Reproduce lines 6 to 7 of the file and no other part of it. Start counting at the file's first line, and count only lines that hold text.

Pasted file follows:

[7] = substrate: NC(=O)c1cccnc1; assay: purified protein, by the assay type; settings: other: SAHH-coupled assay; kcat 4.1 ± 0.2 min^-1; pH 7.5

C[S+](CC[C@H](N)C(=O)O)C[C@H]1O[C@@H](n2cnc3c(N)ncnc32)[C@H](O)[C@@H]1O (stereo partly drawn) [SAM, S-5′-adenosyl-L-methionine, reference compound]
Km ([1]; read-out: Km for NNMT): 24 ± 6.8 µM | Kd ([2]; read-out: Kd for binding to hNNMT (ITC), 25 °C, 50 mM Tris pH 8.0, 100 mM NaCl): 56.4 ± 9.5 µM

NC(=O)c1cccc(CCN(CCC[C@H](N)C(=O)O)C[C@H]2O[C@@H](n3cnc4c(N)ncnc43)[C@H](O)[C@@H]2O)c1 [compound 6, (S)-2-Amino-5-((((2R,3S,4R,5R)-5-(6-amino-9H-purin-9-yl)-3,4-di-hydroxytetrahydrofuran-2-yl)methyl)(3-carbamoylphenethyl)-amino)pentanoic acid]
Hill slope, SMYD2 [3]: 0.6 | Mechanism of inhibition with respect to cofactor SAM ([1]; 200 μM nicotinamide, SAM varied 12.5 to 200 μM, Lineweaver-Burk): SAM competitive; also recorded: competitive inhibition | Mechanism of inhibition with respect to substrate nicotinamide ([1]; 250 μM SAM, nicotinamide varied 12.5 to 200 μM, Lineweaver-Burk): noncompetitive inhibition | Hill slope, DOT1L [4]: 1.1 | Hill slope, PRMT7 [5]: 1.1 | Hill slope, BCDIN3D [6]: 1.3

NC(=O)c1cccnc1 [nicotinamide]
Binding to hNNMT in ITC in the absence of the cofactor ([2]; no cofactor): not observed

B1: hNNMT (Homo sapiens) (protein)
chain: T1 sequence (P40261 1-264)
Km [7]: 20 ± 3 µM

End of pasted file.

NC(=O)c1cccnc1 [nicotinamide]
Binding to hNNMT in ITC in the absence of the cofactor ([2]; no cofactor): not observed